Managing Change and Transitions by Brisson-Banks Article Review Papr Example

2021-07-09 10:02:34
3 pages
600 words
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University of California, Santa Barbara
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Article review
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Brisson-Banks (2010) examines change and transition through a review of relevant literature and comparison of different transition models. Change is inevitable in organizations as organizations grapple with new situations as well as difficult situations. Change in organizations is manifested by the fact that organizations are always contending with restructuring, downsizing, cutbacks and other change related issues. Present day organizations have had to contend with a volatile economic environment as well as economic crisis. Organizations also have to deal with technological change, global competition, and outsourcing.

Organizations should be in the first place, be aware of the need for change. Organizations should make a complete assessment of their present situation so that they may be able to deal with change in an effective manner. Issues and factors that bring about change should be exhaustively analyzed. How an organization effectively deals with change is very crucial because business conditions are always changing.

Transition models are often used by organizations to deal with change. Individuals who are involved in the implementation of a transition model play a major role in dealing with change. Human Resource professionals are the professionals who are mostly entrusted with the responsibility of dealing with change in organizations. High performing Human Resource professionals always do their best in ensuring that change is effectively implemented. Involvement of Human Resource professionals is always imperative when it comes to bringing about change in an organization. Given that Human Resource professionals are familiar with an organizations culture, they can become a great asset to the organization when it comes to making decisions about change. Most of the time, organizations have to adapt to change or lose out to competition.

There is a need for commonalities of various changes and transition models to be addressed. Analysis of various change and transition models would go a long way in supporting managing of organizational change. A Change model should be used together with a business structure and effective leadership for it to be successful. When a change model is applied in conjunction with a business structure, there is a high chance that the change model will be successful. Transition models that respect input from employees are likely to make a change, more easily accepted in any organization. Acceptance of change in any organization is likely to bring about increased productivity. Transition models that involve individuals from all levels of the organization are likely to be more successful in bringing about change by ensuring that alignment that is needed for success is created.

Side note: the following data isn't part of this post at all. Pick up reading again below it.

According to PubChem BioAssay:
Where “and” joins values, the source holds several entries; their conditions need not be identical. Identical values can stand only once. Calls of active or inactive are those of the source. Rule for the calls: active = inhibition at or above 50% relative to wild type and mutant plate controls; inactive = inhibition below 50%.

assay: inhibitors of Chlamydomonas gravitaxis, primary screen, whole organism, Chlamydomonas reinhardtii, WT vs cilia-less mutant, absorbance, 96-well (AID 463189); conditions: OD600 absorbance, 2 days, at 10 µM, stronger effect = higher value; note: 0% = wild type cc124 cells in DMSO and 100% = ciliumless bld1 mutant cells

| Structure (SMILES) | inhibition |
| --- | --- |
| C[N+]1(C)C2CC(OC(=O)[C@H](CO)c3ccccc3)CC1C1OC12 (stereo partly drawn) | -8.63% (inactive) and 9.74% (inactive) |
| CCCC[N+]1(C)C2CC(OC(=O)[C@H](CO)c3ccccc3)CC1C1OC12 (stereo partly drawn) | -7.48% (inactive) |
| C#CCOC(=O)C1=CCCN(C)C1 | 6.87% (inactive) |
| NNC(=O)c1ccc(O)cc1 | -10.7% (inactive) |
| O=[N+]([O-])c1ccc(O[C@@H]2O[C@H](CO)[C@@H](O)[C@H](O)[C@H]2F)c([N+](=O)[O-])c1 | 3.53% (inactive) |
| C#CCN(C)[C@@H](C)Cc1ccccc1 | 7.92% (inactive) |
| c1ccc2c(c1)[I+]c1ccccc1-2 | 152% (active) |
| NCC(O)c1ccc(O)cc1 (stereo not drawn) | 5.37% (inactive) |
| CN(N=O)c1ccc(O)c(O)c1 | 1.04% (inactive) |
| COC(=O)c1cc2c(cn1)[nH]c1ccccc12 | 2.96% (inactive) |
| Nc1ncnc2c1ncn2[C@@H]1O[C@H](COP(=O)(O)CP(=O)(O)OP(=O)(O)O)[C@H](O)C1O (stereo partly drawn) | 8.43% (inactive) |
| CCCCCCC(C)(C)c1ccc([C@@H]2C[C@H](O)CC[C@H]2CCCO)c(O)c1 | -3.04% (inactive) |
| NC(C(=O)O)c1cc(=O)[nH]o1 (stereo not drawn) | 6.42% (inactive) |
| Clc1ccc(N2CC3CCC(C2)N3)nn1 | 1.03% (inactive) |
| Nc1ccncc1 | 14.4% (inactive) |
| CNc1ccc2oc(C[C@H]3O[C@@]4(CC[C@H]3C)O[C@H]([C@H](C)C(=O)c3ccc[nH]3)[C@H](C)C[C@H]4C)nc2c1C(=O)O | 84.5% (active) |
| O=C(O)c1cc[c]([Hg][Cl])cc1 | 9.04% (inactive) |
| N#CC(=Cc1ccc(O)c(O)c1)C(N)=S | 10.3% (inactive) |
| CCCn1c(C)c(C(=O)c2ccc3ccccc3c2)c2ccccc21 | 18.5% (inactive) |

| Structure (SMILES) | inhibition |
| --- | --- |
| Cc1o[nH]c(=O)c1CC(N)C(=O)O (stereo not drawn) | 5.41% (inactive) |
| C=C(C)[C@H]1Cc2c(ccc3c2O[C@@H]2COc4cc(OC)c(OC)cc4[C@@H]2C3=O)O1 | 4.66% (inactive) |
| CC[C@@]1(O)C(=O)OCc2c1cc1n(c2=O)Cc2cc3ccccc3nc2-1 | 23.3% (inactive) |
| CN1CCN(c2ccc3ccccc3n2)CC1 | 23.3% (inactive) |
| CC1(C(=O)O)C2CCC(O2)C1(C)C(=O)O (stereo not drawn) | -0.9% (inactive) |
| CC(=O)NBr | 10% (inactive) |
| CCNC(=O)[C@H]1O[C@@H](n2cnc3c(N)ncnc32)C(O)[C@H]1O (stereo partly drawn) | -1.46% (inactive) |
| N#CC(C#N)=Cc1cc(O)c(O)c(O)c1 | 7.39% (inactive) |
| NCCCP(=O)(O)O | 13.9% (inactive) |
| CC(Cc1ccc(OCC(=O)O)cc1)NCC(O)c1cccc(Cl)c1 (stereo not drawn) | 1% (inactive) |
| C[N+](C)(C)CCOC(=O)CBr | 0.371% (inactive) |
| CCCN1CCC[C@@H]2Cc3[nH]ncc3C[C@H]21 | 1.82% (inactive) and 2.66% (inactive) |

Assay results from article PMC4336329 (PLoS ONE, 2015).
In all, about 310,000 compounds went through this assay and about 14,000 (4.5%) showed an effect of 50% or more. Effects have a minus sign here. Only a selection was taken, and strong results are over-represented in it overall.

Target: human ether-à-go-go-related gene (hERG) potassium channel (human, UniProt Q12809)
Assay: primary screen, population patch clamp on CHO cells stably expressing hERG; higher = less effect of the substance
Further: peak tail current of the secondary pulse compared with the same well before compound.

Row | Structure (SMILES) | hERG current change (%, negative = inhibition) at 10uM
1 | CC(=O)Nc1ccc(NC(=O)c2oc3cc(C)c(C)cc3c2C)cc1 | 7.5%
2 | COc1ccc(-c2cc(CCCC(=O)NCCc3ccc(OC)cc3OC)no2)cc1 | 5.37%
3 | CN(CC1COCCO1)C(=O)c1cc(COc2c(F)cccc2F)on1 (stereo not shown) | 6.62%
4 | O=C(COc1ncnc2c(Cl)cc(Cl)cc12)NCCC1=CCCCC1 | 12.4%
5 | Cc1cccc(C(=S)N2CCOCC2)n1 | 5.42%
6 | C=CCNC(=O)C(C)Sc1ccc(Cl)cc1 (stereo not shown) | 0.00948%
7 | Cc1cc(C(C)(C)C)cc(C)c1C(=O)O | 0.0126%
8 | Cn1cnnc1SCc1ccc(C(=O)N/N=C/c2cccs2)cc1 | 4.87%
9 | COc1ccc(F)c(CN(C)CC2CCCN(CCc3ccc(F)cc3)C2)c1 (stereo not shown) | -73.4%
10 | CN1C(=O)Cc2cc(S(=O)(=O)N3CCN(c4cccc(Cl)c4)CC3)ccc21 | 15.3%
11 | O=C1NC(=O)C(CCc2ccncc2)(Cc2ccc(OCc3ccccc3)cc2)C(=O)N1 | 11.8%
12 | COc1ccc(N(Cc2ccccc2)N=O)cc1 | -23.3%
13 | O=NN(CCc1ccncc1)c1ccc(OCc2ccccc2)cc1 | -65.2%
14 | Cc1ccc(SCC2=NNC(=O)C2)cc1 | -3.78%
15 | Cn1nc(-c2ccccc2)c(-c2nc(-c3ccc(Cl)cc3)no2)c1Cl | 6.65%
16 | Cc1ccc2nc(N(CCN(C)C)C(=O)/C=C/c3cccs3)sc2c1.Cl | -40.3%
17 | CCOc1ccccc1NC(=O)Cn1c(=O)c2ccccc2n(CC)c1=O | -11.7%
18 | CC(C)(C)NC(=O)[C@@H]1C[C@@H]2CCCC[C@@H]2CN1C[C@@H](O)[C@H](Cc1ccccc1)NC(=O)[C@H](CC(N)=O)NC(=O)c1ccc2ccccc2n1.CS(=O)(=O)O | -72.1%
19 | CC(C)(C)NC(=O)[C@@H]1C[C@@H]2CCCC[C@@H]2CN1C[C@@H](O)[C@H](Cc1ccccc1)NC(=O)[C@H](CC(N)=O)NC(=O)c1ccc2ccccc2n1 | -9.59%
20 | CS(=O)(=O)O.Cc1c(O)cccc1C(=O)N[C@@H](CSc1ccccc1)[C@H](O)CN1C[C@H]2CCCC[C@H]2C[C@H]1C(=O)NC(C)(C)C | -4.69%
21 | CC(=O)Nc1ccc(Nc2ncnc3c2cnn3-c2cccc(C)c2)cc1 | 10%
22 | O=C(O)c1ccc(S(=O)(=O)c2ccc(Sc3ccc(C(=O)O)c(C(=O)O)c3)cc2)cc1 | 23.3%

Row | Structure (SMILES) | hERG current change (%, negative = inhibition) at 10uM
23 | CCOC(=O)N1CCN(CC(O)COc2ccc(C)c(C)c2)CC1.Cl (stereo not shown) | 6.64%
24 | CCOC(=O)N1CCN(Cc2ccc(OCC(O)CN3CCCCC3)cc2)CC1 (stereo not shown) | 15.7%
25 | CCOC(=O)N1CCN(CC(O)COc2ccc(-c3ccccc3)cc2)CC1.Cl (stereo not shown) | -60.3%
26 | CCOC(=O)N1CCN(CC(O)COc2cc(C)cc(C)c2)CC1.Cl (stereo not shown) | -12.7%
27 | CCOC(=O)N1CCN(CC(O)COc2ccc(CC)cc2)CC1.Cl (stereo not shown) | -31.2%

Comparison of different transition models can play a major role in assisting individuals to evaluate the best model that can be used based on organizational need while at the same time keeping a focus on physical and emotional changes that affect an organization (Evans & Ward, 2004).

The article asserts that each transition model has similar methods of handling change. The uniqueness of different transitional models plays a major role in providing insight into a possible application of the transition models to most organizations. It is also revealed that different transition models can be combined to form new models that would go a long way in dealing with different circumstances that affect organizations. The article does a commendable job in revealing that human managers can benefit from learning commonalities that exist between change and transition models when looking for what will work for an organization.

References

Brisson-Banks, C. (2010). Managing change and transitions: A comparison of different models and their commonalities. Library management, 31(4), 241-252 (1-10).

Evans, G. E., & Ward, P. L. (2004). Beyond the basics: The management guide for library and information professionals. New York: Neal-Schuman Publishers.

 

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